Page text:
I haven’t done much gardening this week, despite having had some lovely sunny days. There are still a few jobs to do, but there’s no sense of urgency now that the bulbs have all been planted, and I haven’t felt the urge to prune anything! I have been out taking photos though, and teaching myself a bit more about that. I may be getting a tripod for Christmas, and a book about digital photography, that might help.

Here are my Six on Saturday featuring wildlife, exotic and native, and a few plants of course. Join the tribe over at The Propagator’s blog to take part or just have a look.

1 Ring-necked Parakeets. Our exotic visitors are back. I have mixed feelings. They definitely add a splash of colour. However, they tend to hog the feeders, so that the little birds that come – tits, sparrows, finches, the robin – have to wait until they’ve gone. They are also very noisy and hang around in groups. Most importantly, they are a threat to indigenous birds, because they take over nesting and resting places. Back in 2014, there were 12,000 in Brussels. I imagine there are a lot more today. I will have to shoo them off.

2 Smaller native birds. This is more like it. Lots of blue tits and coal tits around, eating from the feeders and also nibbling some berries in the Viburnum bush. The bird bath is at their disposal in the glade, which is actually looking relatively pretty at this time of year.

3 Fern and Heuchera. Onto some plants. Most of the colour is fading out of the garden, but I quite like this toned-down combination of dying Ostrich fern leaf and resting Heuchera ‘Indian Summer Cranberry’. Both cope admirably with the dry conditions caused by the roots of the big trees nearby. I have another Heuchera, ‘Caramel’, in a pot, which would be nice planted out here.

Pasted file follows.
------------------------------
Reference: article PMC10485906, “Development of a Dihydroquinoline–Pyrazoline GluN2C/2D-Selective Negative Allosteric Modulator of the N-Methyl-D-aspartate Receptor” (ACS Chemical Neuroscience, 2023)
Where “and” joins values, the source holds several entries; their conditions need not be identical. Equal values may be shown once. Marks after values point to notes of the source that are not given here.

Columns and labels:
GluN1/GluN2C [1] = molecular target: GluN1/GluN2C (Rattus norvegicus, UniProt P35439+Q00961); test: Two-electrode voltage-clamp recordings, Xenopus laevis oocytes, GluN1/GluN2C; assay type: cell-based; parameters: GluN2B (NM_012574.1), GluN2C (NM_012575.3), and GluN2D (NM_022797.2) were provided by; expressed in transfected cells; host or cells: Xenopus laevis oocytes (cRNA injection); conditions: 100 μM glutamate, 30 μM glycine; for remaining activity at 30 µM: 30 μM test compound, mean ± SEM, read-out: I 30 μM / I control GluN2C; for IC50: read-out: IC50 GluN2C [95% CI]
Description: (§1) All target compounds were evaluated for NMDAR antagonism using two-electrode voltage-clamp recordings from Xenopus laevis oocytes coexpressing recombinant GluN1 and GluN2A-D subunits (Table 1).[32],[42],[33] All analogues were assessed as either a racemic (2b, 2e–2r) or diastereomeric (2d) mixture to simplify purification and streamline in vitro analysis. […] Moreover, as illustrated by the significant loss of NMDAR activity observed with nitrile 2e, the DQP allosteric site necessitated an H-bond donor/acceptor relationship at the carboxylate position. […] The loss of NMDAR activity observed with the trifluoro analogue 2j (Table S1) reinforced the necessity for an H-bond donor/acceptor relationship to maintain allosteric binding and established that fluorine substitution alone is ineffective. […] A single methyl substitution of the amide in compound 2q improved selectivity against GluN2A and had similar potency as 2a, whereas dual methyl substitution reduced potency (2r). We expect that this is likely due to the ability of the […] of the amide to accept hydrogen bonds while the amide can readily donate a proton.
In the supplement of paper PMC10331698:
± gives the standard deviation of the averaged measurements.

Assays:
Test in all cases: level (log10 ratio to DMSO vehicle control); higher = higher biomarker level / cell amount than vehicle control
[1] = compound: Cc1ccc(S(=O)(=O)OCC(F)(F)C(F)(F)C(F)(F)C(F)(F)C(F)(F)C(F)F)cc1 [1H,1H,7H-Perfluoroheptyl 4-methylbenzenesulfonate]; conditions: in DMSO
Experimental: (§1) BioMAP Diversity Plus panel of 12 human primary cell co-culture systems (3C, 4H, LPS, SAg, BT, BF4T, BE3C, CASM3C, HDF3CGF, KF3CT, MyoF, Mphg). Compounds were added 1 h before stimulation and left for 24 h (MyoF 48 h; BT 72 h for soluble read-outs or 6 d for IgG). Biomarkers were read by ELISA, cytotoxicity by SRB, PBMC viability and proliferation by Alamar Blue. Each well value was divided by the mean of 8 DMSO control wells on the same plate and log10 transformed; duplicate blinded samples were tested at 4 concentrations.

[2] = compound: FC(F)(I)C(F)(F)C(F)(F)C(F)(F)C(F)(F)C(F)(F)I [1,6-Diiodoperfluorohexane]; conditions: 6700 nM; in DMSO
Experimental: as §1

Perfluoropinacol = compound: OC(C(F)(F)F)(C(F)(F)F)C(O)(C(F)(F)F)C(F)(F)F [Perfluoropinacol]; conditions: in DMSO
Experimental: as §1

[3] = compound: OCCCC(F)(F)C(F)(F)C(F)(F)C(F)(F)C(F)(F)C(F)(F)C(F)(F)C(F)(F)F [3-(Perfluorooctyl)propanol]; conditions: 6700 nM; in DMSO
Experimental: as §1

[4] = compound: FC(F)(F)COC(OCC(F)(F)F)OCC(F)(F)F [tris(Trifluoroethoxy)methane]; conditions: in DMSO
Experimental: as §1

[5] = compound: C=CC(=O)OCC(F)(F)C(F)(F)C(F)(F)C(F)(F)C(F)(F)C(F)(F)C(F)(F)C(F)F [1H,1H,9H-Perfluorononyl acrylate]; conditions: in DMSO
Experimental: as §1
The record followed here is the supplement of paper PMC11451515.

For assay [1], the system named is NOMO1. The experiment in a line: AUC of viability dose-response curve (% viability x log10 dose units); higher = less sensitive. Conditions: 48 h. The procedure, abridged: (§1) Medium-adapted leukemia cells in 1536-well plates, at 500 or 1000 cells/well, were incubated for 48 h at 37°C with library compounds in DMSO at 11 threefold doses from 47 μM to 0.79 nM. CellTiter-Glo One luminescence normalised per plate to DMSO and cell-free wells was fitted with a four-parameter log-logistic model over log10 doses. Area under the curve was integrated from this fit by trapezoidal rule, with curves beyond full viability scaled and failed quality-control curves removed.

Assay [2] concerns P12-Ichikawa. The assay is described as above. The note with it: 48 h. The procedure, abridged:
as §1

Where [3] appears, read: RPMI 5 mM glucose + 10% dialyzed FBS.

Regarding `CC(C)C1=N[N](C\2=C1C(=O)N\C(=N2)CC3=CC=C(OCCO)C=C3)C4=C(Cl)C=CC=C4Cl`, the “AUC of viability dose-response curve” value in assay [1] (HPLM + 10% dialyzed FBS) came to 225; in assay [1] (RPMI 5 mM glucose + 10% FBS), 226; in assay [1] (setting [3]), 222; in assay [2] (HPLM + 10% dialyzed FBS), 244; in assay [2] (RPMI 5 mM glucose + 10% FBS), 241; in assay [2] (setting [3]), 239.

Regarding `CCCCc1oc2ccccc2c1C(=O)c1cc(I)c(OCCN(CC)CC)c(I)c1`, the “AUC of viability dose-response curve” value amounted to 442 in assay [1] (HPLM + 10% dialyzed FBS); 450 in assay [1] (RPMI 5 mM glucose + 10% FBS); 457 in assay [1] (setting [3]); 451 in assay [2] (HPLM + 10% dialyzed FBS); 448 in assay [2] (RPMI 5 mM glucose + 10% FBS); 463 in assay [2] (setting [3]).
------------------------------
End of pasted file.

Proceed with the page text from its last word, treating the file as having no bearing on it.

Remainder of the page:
4 Hakonechloa ‘All Gold’. I can never remember the name of this little tussocky grass, I had to look it up again. How on earth to pronounce it? It’s looking scruffy right now but I like the warm yellow colour and can’t get enough of it in my east-facing border, it brightens it up after the sun has gone. I want it to grow fast so I can divide it and add more in.

5 Miscanthus sinensis ‘Malepartus’. Still my favourite grass, with the seed heads now looking very fluffy. I only have one in a pot, I think I’ll have to divide this one too.

6 Fatsia japonica ‘Spider’s Web’. We haven’t had any proper frosts yet, but this Fatsia is nonetheless sporting a dapper ‘frosted look’. It’s in one of the Italian pots on the decking/terrace.

That’s it for this week, I hope we will all continue to find inspiration in our gardens and around us in nature to carry on blogging (or just carry on!). I intend to head out to the lakes at the edge of the forest with my camera to see what I can do.